I've recently begun self studying general relativity, using mostly the material found in Robert Wald's "General Relativity", and almost right out of the gate one encounters the notion of a tensor. In Wald's book a $(k,l)$-tensor is simply defined as a multilinear map

$$T : \underset{k-times}{\underbrace{V^*\times \cdots \times V^*}} \times \underset{l-times}{\underbrace{V\times \cdots \times V}} \rightarrow \mathbb{R}$$

where $V$ is a vector space over the reals and $V^*$ is it's corresponding dual space.

My problem with tensors is not so much what they are but rather it stems from a more intuitive standpoint, namely, why use tensors in the first place? Although I suppose it's likely that if I had a better understanding of what they are I would see why they are useful.

Just to provide some context, my first brush with tensors was during an analysis course on manifolds and the discussion of general tensors of the above form ultimately lead to dealing specifically with differential forms, since then this is the only other time i've encountered them. In any case, both in that class and my recent investigation into GR it seems to be that tensors are the natural tool for analyzing manifolds from a differential viewpoint, and my question is: why is that?

To me they seem to be exactly what they are defined to be; multilinear maps, and I just don't see why they are the weapon of choice, per se, for dealing with these sort of ''small (differential-type) changes''.

If you have encountered anything that would aid in building intuition as to why tensors are useful in this context, I would love to hear/read it and it would be greatly appreciated.

  • $\begingroup$ Related. (HTH) $\endgroup$ May 6, 2014 at 21:45
  • $\begingroup$ This looks like it could be useful. I'll give it a read. Thanks @GiuseppeNegro $\endgroup$ May 6, 2014 at 22:00
  • $\begingroup$ Be careful that many people are in the habit of using "tensor" to mean "tensor field" (which I think is terrible: you wouldn't call vector fields vectors). In differential geometry what matters are tensor fields. $\endgroup$ May 7, 2014 at 1:12
  • $\begingroup$ @QiaochuYuan Actually that is one source of confusion I've found while reading Wald's book. Many times it seems as though the object that one should be considering ought to be a tensor field even though he is calling it a tensor. Although, I will admit that it could just be a gap in my understanding. That said, I don't think that clarifying this confusion would result in my understanding of why tensors and tensor fields are particularly useful in this context, unfortunately. $\endgroup$ May 7, 2014 at 2:50

1 Answer 1


There are several properties of tensor that we see reflected in physical quantities in the real world:

Coordinate system independence: a tensor's components transform to precisely counteract how vector and covector components transform under a change of coordinate system. This suggests the tensor is an object unto itself, not tied to a particular coordinate system, and such a notion jives with what we might expect from the real world: that physical, measurable quantities do not depend on the coordinate system chosen.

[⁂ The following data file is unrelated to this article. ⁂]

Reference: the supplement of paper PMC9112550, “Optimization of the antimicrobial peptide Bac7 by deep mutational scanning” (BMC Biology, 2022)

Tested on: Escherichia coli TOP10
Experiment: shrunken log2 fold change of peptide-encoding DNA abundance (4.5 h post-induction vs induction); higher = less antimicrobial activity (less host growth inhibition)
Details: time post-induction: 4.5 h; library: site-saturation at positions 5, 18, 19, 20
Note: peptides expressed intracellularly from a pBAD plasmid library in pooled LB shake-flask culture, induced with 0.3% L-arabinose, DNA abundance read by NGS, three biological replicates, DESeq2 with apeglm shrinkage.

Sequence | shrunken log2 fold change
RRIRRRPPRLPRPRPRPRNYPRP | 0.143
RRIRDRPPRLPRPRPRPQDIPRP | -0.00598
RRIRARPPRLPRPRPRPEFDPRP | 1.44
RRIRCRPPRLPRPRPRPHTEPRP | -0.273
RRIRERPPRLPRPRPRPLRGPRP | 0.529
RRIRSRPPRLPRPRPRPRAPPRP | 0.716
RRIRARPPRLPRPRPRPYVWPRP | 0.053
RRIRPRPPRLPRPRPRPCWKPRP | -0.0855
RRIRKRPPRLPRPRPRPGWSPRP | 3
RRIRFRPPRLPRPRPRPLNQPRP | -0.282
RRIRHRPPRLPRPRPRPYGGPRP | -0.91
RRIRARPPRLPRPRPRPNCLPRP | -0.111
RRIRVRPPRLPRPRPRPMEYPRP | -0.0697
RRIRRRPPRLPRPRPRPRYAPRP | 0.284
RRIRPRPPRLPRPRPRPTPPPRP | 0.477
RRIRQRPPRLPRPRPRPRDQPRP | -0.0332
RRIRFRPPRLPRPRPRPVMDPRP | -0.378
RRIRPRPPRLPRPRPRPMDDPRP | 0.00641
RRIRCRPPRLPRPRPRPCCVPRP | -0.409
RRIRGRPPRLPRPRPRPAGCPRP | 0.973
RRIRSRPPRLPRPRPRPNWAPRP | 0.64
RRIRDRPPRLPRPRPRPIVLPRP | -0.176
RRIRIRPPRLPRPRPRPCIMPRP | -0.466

Generalization of vectors and matrices: Fully antisymmetric tensors correspond to "blades": planes and volumes and so on that can be added or multiplied by scalars in the same way you would do with vectors, and with similar geometric significance. Blades are a very important kind of tensor, and they are among the easiest tensors to visualize.

For matrices, consider that a general matrix might be seen as a linear map of a vector and a covector that produces a number: if $\omega$ is a covector and $v$ a vector with $M$ a matrix, then $\omega(M(v))$ is that scalar, and we could identify it with a tensor $m$ such that $m(v, \omega)= \omega(M(v))$. General tensors simply can take more possible arguments. They could even be said to take blades as arguments instead of plain vectors (the Riemann tensor field, for instance, can be said to take a 2-blade--an oriented plane--as one argument).

In the context of differential geometry, you will deal with a mix of blades and other more general tensors. For instance, every oriented manifold of dimension $n$ has an $n$-blade that describes its orientation: a curve has a tangent vector, a surface has a tangent plane, and so on. This $n$-blade may vary in "direction" at different points. Knowing how it varies gives great insight into how the manifold is curved with respect to its embedding (if it's embedded).

Certain linear map of blades have proven useful for talking about properties of a manifold. Again, the Riemann tensor field is the gold standard here, and you would be best served by trying to understand why and how this tensor field describes curvature, how the commutator of covariant derivatives tells us that, and so on. Here, I would understate the notion that tensors as a whole are powerful tools--they're not, really--but specific tensors are, and what they have in common is that they give us answers that are ultimately coordinate system independent.

  • $\begingroup$ This is really interesting. From what I've read, pretty much every piece of literature that had an introductory segment on tensors and tensor fields made a point of outlining how they transformed, but I never really put together the fact that they, in a sense, 'counteracted' the transformations vectors underwent. Honestly, this was exactly the sort of answer I was looking/hoping for, thanks for such a comprehensive answer @Muphrid! $\endgroup$ May 9, 2014 at 4:54
  • $\begingroup$ Tensors are so useful simply because (in addition to invariance) they are linear; that makes them easy to work with. There may be other objects that describe a situation, but are not linear. Think about Taylor series. $\endgroup$
    – mr_e_man
    Aug 18, 2018 at 0:44

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